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Cheryl Strayed: Wild (2012)

8 Comments

wildThere’s not really a need to tell most people about Wild any more, I don’t think (but I will anyway, because I loved loved loved it! Ha.). Most people have heard of it, possibly because of the film that came out recently with Cheryl Strayed played by Reese Witherspoon. That’s how I first became interested – I’d seen the book in bookshops before but it wasn’t until I saw a review of the film that I became interested. Usually I like to read the book before watching the film, but in this case it was actually the other way around: I became so intrigued by Strayed’s solo hike along the Pacific Crest Trail when I watched the film that I wanted the additional depth of the book.

I’m very glad about that, too, because Wild is an absolutely fascinating account of how a woman finds herself (again). Shaken by her mother’s too early death, Cheryl Strayed’s life gets out of hand. Her stepfather, her siblings, her husband – all the relations that have been her social web lose meaning in the aftermath, or people filter out of her life. Strayed had a very special relationship with her mother and losing her throws her completely off track: she cheats compulsively on her husband, races across the US from one temporary living arrangement to another, and even starts doing heroin.

Then, one day, she sees a guidebook of the Pacific Crest Trail (PCT) at a shop, and an idea begins to take shape: can she find herself again by hiking the trail all by herself for three months? And so she starts preparing, sells most of her belongings, and sets off. Wild is a journey, not just along the PCT, but towards becoming the woman she once was.

I loved Cheryl Strayed’s voice in Wild: unapologetic, honest, thoughtful, and smart. I really enjoyed the reflections on her life before and after the watershed of her mother’s death, on love, on what it means to be a daughter, a wife, and on physical and mental challenges. I had expected to like it, but not to enjoy it this much, to be honest. Wild made me want to pack up my stuff, hike out for three months, and see what would happen to my personality. Who knows, perhaps I will, one day. Maybe not three months, but a while.

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Author: bettinathenomad

Nomadic fan of books, food, the outdoors, and water. International Relations geek. Chlorine is my perfume.

8 thoughts on “Cheryl Strayed: Wild (2012)

  1. I’m so glad you liked it this much. I got it and was suddenly not sure but it sounds like it’s my kind of book. I like to read her old Dear Sugar columns. They are wonderful. I alos downlaoded the book – Tiny Beautiful Things – or something like that.

    • Yes, I think you would like it, especially if you’ve read her old columns and liked them. I hadn’t read anything by her before and was a bit worried it would turn out to be Coelho-esque (he has a book on someone hiking the Camino de Santiago). But that’s absolutely not the case.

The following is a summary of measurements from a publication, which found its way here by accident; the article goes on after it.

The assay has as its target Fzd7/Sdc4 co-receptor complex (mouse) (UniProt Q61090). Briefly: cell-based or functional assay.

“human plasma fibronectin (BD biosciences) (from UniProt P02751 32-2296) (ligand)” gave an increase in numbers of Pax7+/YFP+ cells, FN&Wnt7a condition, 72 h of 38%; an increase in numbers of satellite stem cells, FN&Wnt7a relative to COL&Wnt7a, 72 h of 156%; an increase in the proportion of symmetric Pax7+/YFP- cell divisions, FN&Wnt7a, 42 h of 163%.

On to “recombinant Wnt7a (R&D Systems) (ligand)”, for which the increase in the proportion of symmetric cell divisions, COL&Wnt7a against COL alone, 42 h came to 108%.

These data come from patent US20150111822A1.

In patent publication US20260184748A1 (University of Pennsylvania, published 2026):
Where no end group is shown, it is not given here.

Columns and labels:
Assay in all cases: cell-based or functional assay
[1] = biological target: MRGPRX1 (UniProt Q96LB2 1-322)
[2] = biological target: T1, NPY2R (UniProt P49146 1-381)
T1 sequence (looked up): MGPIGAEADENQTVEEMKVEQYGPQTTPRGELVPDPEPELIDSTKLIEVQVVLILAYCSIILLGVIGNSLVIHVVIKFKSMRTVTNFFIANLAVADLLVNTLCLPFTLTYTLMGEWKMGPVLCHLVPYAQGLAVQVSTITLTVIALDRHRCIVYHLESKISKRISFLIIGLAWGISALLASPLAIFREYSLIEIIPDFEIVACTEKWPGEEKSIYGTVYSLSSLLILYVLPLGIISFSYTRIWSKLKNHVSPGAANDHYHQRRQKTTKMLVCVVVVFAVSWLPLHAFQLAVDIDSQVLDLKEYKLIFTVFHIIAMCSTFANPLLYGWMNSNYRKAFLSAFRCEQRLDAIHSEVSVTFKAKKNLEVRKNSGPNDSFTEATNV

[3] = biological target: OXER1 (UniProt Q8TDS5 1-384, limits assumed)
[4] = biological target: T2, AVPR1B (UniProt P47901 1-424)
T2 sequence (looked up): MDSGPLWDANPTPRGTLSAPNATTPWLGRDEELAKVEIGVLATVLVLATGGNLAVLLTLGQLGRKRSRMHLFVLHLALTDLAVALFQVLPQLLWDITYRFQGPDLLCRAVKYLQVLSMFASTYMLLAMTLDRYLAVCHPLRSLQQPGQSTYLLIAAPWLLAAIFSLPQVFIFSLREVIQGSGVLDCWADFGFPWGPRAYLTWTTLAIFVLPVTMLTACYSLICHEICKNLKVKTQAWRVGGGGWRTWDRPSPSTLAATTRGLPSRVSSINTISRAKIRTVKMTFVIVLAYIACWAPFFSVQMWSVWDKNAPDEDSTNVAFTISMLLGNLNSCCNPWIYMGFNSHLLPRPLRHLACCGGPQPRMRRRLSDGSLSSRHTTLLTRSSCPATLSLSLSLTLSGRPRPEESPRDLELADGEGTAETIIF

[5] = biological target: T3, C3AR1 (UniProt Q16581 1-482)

2. An honest and gritty memoir of coming back from a rough spot can be a great reading experience. Mary Karr’s memoir was like that for me. I’ve thought about reading this one but still have not seen the movie because the casting struck me as odd. Did you enjoyt he movie?

    • I haven’t read that one, but I’ll be sure to take a look!
      As for the movie, I did enjoy it, but in a very different way than the book. The film has some really beautiful scenery (it made my little outdoorsy heart beat faster) and the flashbacks to Strayed’s past are very well done. But it obviously doesn’t have the depth of her writing and her powerful voice. I liked the film (and Reese Witherspoon does a good job), but I liked the book a lot more. The film was really just a teaser for the book.

  3. This sounds infinitely better than Eat, Love, Pray, a book I loathed. Sometimes a book about finding oneself can be far too selfish, but I’m glad you liked this one. And, thanks for visiting me at Dolce Bellezza. xo

    • You’re so right, a book about finding yourself can easily be selfish. I think it depends on who is finding themselves, why, and how ;-). I’ve purposefully stayed away from Eat, Love, Pray. And I’d stayed away from Wild until I’d seen the film. But this one is worth it, trust me.

  4. That’s interesting that seeing the movie made you want to read the book. I had enjoyed the book and thought that the movie did a good job portraying it. But the people I went to see the movie with hadn’t read the book and didn’t like the movie. I thought that perhaps the movie came across better if you had read the book. But maybe it was just that the people I went with didn’t appreciate it!

    • That is interesting! Usually I try to read the book first and then, if I feel like it, watch the film (and I’m usually disappointed). As for the film, as I said it made me hungry for more and I appreciated it because I love the outdoors and hiking, and I was actually pleasantly surprised by it. I didn’t really think the book was for me until I’d seen the movie.
      The book definitely enhanced the film in this case, at least for me.

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